A few weeks ago I saw a colleague who I hadn’t seen for a while and as we caught up with each other’s lives, the conversation turned into one about how multimedia has changed the journalism industry. One of the things that has impressed me is the range of talented journalists (visual or otherwise) that have embraced the use of new forms of storytelling.
My colleague told me about what I consider an unfortunate situation. It seems the managing editor of the newspaper she works for has mandated that the paper will produce two videos a day. Unfortunately, this is something I hear of quite frequently. It’s very difficult for me when I hear such things because my first reaction is one of disappointment. A lot of executives at newspapers are putting these demands on journalists because the executives believe that such mandates will increase the paper’s internet traffic, and therefore, increase revenue for the newspapers.
I have a different belief, however. Each day am I shocked by multitude of terrible video on newspapers’ Web sites. One that comes to mind is the filming of a Jet Ski being placed onto a trailer by police after it was involved in an accident which claimed a life. There was no visible damage to the watercraft, and nothing visually to tell the story of this tragic accident. So why shoot video of the thing?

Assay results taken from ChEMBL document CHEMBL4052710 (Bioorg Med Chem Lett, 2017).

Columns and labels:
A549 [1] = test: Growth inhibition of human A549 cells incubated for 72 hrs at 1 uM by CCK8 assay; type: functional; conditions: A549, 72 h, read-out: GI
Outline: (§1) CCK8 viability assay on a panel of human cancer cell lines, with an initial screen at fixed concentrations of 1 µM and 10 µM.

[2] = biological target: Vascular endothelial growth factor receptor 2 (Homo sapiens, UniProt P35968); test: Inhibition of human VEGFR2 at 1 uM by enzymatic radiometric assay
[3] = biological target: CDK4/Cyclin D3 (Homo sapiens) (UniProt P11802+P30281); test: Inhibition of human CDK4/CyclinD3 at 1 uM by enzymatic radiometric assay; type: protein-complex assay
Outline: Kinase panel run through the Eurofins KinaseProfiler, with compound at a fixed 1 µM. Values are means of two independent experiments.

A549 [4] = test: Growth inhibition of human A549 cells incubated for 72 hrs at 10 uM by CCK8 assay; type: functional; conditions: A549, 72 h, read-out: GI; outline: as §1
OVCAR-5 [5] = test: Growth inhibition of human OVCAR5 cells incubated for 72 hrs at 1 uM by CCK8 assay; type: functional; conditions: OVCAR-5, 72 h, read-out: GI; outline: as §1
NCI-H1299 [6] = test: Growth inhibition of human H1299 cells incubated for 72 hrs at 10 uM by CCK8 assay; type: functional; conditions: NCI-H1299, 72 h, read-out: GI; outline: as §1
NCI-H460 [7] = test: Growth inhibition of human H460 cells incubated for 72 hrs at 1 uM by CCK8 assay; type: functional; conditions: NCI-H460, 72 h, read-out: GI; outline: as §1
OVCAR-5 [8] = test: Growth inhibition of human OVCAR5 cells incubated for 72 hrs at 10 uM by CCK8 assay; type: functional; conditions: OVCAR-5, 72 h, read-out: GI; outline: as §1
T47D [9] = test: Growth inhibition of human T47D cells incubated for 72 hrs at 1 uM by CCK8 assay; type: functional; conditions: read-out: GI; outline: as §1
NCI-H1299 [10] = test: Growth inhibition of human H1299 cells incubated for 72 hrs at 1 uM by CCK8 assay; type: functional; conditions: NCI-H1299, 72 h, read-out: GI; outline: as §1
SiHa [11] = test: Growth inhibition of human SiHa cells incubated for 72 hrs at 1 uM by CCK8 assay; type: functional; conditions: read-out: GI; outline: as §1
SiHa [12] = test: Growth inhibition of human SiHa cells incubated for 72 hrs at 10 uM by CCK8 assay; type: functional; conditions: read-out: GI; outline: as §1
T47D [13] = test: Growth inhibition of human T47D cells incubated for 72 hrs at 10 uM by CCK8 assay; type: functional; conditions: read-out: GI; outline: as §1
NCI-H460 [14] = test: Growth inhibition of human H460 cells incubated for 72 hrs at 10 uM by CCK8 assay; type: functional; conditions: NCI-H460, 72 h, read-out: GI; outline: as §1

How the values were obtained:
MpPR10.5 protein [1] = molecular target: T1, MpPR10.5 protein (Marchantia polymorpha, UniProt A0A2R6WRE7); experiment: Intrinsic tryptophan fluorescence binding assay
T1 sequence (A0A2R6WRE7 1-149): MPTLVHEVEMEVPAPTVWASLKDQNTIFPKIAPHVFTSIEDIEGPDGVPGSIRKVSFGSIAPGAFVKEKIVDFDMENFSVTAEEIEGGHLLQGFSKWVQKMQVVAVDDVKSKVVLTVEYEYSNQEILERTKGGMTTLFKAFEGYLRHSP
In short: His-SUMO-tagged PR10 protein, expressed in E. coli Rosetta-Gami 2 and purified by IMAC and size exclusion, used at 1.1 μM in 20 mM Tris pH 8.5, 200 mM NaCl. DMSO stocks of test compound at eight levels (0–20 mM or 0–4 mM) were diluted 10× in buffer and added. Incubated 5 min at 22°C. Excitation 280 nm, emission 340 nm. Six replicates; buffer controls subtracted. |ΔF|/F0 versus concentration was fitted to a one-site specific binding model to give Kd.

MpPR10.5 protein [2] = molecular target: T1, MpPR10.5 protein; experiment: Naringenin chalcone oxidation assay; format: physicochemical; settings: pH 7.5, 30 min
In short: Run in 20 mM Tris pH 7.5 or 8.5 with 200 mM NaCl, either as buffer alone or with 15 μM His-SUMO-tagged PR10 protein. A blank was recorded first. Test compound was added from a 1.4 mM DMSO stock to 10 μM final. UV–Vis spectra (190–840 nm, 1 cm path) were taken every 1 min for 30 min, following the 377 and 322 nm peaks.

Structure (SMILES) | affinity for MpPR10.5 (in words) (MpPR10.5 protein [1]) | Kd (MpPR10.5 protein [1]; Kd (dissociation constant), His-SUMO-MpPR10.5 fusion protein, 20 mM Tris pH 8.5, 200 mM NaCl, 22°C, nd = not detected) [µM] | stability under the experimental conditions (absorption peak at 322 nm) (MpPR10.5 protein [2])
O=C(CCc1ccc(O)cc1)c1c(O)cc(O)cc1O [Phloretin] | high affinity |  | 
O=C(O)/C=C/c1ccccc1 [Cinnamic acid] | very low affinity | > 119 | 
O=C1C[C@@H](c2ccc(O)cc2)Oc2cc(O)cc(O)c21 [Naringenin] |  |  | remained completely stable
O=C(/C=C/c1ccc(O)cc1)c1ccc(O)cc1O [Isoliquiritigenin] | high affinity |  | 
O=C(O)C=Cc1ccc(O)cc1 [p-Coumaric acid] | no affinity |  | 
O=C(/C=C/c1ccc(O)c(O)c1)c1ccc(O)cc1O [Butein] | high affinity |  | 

I would have linked to this video, but unfortunatly, the video has been removed from the site. My point is just because you shoot video, doesn’t mean the subject matter is worth it. Use video for the things video is good for: movement, emotion and a sense of place. Mindy McAdams says it best here.
The Web shouldn’t be used as a dumping ground for mediocre work. Far too often I see “video for the sake of video.” Not always, but often there is some executive who doesn’t understand what is involved mandating the use of video.
Video is a wonderful medium, but it takes time to do quality work. A lot of newspapers want their photographers to have a turn-around time that equals that of a digital still photographer – or worse, a television station. However, television stations are broadcast entities. Newspapers aren’t equipped for that purpose.
How many satellite trucks have seen in a newspaper’s parking lot (although this could change in the near future)?
Additionally, mandating a certain amount of video per day is almost asking for trouble. What happens if an assignment falls through, or the subject doesn’t want to be filmed?
I have nothing but the greatest hope for the success newspapers using video to tell stories. But for there to be success it is important for those who lead newspapers to understand what is involved in the production aspect. Each executive should take the time to see the process first hand. Know what you are asking of your staff. Understand the medium’s limitations. Then inspire your staff with your ideas and your knowledge of what is capable and what isn’t.